Serum titers of IgM and IgG antipneumococcal were determined using ELISA technology. Briefly, 96-well plates (Maxisorp; Nunc; Fisher-Scientific) were coated with Pneumovax II 23-valent vaccine overnight at 4°C. Patient samples and reference standards were incubated with cell wall pneumococcal polysaccharide Ag (5 μg/ml; Statens Serum Institut) in PBS/0.1% Tween 20/1% BSA solution for 1 h at room temperature to remove nonspecific Abs which do not play a role in mediating protective immune responses. The 96-well plates were then washed three times with PBS/Tween 20 solution. Patients’ samples (duplicates at four different dilutions) were then added and incubated at room temperature for 1.5 h. Plates were washed and then the appropriate HRP-labeled IgG or IgM conjugate (Sigma-Aldrich) was added. After a second wash step, plates were developed using o-phenylenediamine substrate, with results calculated from a standard curve. Pneumococcal IgG standard, assigned a value of 70 U (Protein Reference Unit, Sheffield, U.K.), was used together with an in-house standard for pneumococcal IgM levels to set up the standard curve.

The serum titer of IgG anti-tetanus toxoid was also measured. Ninety-six-well plates were coated with tetanus toxoid (National Institute for Biological Standards and Control, Potters Bar, U.K.) overnight at 4°C, washed in PBS/Tween 20 solution, and then a 5% milk/PBS/Tween 20 solution was added to individual wells for 1 h at 37°C. Patient samples and reference standards (National Institute for Biological Standards and Control, Potters Bar, U.K.) were then added for 1.5 h and samples were processed as outlined for the pneumococcal serology assays. For all ELISAs, all pre- and postvaccine sera were run on the same plate to minimize interassay variability. The concentration of IgG pneumococcal and tetanus Abs using this in-house method is similar to that seen with commercially available ELISAs or other in-house techniques in a U.K.-based external quality assurance scheme.

Plasma viral load was routinely determined in all patients with HIV-1 infection using branched DNA amplification technology (HIV RNA 3.0 assay; Bayer Healthcare) with a lower limit of detection of 50 copies/ml.

The results for T and B cells subsets, HIV viral load, tetanus, and pneumococcal serology were expressed as median and interquartile ranges. Differences between patient groups were tested for statistical significance using the Mann-Whitney U test. Bonferroni correction analysis was performed to correct for multiple tests of statistical significance involving HIV patient groups and controls and the threshold for statistical significance was set at a p value of <0.01. Univariate correlations between different variables within a group were assessed using Spearman rank correlation tests. Partial regression analysis was also performed to correct for the influence of viral load on the relationship between CD4 T cell counts and different B cell subsets and on the relationship between CD4 T cells and B cell subsets. A χ2 test with Yates’ correction to correct for small sample size was used to compare the proportion of HIV-1 patients on ART who achieved IgM pneumococcal levels similar to healthy controls and to assess IgG pneumococcal vaccine responses. The Mann-Whitney U test was used to test our hypothesis that B cell memory proportions influenced postvaccine responses (IgM memory B cells and pneumococcal IgM levels: switched memory B cells and pneumococcal/tetanus IgG levels). All other secondary variables (CD4 T cell counts, markers of immune activation, viral load) which potentially could influence postvaccine Ab levels underwent Bonferroni analysis to correct for multiple statistical analysis. All statistical calculations were performed with SPSS version 14 software.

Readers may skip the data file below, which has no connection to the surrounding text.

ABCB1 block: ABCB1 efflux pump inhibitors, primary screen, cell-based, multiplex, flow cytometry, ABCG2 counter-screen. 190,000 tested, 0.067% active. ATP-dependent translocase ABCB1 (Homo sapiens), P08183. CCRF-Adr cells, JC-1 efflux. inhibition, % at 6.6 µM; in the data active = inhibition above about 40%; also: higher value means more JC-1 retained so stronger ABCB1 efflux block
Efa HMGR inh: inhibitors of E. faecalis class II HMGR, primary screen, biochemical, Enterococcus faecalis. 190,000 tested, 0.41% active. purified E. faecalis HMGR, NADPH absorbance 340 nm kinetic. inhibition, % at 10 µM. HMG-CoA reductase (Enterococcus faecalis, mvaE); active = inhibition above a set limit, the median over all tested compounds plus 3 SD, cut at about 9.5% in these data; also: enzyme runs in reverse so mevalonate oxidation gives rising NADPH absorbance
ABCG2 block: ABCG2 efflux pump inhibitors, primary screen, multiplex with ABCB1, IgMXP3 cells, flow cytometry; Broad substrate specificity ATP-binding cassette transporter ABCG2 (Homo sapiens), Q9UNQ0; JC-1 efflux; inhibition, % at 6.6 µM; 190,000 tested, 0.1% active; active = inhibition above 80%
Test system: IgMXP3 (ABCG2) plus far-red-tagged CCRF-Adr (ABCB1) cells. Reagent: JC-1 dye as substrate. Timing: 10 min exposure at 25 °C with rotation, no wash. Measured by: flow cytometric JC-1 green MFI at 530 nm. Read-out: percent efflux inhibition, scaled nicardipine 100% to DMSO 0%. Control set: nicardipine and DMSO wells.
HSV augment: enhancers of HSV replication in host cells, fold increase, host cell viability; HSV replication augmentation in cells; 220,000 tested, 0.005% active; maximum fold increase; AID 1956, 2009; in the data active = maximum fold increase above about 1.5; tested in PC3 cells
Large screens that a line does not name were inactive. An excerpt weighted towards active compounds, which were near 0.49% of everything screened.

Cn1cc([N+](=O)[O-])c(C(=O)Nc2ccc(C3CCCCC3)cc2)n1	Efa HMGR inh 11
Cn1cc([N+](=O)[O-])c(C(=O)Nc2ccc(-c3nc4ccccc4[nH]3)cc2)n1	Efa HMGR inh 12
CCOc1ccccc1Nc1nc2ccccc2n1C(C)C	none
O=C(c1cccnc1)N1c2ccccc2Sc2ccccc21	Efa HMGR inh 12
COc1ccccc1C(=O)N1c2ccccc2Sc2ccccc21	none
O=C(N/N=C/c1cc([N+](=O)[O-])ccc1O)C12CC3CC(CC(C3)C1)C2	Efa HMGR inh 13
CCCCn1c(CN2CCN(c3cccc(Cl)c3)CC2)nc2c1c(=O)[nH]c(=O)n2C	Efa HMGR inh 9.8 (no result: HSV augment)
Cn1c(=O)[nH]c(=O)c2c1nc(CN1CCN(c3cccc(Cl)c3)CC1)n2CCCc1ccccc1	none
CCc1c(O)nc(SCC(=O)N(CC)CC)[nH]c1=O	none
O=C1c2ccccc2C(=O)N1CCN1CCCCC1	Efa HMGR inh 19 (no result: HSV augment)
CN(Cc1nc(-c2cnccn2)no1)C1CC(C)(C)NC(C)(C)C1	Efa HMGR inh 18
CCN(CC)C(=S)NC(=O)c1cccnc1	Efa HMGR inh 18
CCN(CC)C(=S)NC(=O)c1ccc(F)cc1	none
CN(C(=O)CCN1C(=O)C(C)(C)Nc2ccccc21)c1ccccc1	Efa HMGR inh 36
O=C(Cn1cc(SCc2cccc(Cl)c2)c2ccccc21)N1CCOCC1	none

HIV patients on ART had a significant increase in CD19+ B cell counts compared with controls, ART-naive, and CVID patients (p = 0.009, Table I). Memory B cell (CD19+CD27+) percentages were reduced in all patient groups studied compared with controls (p < 0.001, Table I).

The median percentage of IgM memory B cells was significantly reduced in both ART-naive and HIV-1 patients on ART compared with healthy controls (p < 0.001, Table II, Figs. 1,C and 2,A). Although absolute CD19 B cell counts were significantly elevated in the ART-treated HIV-1 patient group compared with healthy controls, median IgM memory B cells counts were still significantly lower (10.8 cells/μl vs 22.0 cell/μl p < 0.001). Patients with CVID had reduced circulating IgM memory B cells and, as expected, the most marked loss of IgM memory B cells was observed in individuals who had a history of splenectomy (Table II, Fig. 1,B). Stratification of HIV patient groups by CD4 T cell counts showed that there was a significant decrease in median IgM memory B cell percentage in ART-naive HIV-1 patients with progressive infection (Fig. 2,B). The percentage of median IgM memory B cells was 11.4% in the patient group with a CD4 T cell count of >400 cells/μl compared with 6.2% in patients with a CD4 T cell count of 200–399 cells/μl (p = 0.002). Partial regression analysis correcting for the influence of viral load showed a significant association between IgM memory B cell percentage and CD4 T cell count (r = 0.51, p = 0.01) in ART-naive patients. When ART-treated HIV patients were stratified by CD4 T cell count, the percentage of IgM memory B cells was significantly lower in all HIV patient groups, even in patients with CD4 T cells >400 cells/μl (Fig. 2 C) compared with healthy controls (p < 0.001).